Creating Strategic Partnerships for Holistic Student Support in Community and TVET colleges in the US: Lessons for further and higher education in South Africa
Dr Loyiso Maciko
Given the socio-economic challenges faced by the majority of students, both in the US and in South Africa, it is more important than ever before, for call further and higher education institutions to provide holistic student support to address the socio- economic and academic barriers experienced my many students. By partnering with organizations that seek to address similar issues, institutions can expand their reach and enhance their impact. This article details processes which are intended to help college and university leaders and educational practitioners to develop and implement a plan for strategic partnerships that are mutually beneficial.
The first step is to assess the needs of students across various aspects of their lives, such as academic, social, employment, economic, technology, transportation, mental health and medical and family. This can be done through various techniques such as surveys, focus groups, and one-on-one interviews. This will serve as a starting point for creating a plan to address these needs. This also implies that no decision, at any level should be made without considering the impact on the student. This assessment should be comprehensive and should include feedback from students, faculty, and staff.
Dr Lisandra De Jesus, Associate Vice President of Student Affairs at the College of Southern Nevada, emphasized the importance of conducting a student needs analysis, highlighting that this helps institutions to understand what their students need. It also assists the college to assess what kind of support is needed and whether the college has the capacity, to offer the type of support that may be needed. However, for Dr De Jesus, the requirement that colleges adapt to and develop the necessary interventions to support students is non-negotiable. She cautioned that without doing so, colleges ran the risk of becoming obsolete.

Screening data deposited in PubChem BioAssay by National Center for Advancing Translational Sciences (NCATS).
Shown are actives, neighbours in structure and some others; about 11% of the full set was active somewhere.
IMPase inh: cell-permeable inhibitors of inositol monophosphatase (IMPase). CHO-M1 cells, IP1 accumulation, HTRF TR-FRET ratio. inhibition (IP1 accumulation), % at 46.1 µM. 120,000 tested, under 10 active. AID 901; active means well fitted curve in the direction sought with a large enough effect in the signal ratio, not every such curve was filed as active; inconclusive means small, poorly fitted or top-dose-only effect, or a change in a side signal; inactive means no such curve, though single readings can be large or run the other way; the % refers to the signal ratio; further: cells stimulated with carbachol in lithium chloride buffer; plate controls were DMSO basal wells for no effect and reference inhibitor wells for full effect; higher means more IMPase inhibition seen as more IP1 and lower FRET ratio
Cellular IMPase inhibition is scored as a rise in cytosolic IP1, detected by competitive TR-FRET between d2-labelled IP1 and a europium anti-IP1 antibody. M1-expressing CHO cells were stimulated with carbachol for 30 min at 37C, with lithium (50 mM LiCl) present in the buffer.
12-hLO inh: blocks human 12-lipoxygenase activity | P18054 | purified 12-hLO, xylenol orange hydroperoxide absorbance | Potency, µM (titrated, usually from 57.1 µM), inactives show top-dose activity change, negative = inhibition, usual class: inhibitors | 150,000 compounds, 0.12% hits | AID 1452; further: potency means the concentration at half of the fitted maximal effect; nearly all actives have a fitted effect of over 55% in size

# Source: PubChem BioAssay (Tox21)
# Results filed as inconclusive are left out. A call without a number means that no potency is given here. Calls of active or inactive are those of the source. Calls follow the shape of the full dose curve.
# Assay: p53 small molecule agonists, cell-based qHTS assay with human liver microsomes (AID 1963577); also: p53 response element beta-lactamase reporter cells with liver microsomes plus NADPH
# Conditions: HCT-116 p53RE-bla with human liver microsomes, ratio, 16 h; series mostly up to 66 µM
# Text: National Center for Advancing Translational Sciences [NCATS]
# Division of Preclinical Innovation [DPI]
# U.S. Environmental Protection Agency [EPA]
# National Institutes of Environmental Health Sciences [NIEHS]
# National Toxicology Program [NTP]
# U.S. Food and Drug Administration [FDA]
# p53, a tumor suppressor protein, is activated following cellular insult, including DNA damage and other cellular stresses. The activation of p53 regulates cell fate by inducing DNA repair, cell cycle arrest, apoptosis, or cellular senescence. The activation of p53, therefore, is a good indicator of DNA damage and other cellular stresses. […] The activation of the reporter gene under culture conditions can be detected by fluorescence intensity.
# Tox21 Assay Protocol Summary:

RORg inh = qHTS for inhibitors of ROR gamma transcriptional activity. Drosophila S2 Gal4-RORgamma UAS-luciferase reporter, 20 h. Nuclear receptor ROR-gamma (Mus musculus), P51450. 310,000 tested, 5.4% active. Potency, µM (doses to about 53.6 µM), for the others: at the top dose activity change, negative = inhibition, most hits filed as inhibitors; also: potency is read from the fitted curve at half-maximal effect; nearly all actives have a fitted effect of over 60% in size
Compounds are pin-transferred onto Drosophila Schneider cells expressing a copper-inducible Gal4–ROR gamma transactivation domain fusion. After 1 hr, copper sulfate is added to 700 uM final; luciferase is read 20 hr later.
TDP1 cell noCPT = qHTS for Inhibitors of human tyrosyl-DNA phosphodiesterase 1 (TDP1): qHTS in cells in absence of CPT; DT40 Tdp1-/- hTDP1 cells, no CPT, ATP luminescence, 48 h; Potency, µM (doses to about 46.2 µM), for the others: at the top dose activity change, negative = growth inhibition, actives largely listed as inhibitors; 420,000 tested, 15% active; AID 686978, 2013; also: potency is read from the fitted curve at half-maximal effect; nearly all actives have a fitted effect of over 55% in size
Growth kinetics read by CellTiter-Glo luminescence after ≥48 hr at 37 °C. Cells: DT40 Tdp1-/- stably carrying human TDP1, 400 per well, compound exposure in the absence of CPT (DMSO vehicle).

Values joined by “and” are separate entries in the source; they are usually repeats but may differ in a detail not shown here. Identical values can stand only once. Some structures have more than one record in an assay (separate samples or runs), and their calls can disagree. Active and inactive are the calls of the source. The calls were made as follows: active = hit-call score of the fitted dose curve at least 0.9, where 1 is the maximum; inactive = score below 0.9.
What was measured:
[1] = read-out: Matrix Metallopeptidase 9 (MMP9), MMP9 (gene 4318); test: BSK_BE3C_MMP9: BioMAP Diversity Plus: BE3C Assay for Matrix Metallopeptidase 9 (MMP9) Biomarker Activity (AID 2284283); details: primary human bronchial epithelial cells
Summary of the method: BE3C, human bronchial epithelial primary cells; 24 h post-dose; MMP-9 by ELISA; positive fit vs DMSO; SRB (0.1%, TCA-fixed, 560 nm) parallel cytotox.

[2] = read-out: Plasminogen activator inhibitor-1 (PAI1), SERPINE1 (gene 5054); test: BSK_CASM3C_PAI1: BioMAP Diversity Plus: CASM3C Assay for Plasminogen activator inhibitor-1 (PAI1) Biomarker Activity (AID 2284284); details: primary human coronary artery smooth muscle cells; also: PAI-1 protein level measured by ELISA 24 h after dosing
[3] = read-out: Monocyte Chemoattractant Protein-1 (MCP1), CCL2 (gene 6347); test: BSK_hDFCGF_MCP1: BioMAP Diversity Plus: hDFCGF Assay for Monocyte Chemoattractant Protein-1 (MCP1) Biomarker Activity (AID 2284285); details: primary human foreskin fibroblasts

The goal is to promote independence, economic stability, and successful completion of academic programmes. The next step, therefore involves identifying what systems and resources need to be put into place to meet the identified needs. Structures that serve to reduce the burden on students and help them concentrate on their academic and career goals need to be put in place. If the cost of rent and food are present barriers to academic success and opportunity, these barriers need to be removed. This may require colleges and universities to think differently about how to use their existing resources and may require them to realign budgets to meet student needs and generally to think about doing things differently, even if the size of the support budget remains the same.
Early Alert Systems need to be in place. Colleges are urged to use technology innovatively to promote efficient scheduling of appointments or referrals for mental health needs or housing. Clear communication strategies are also important, students must know how and where to access resources and services, colleges and universities need to consider ways in which they can simplify information and access to services.
Step three involves assessing existing partnerships and identifying potential partners to address students’ needs that require additional resources. Colleges/universities should start by assessing the ‘partnership landscape’. First, review existing education, community organization, business, and industry partnerships to see if they can provide solutions for student’s needs. If they can’t or if the college/ university does not have many existing partnerships, the next step is to undertake an environmental scan and to compile a list of potential resources and partners in the surrounding community.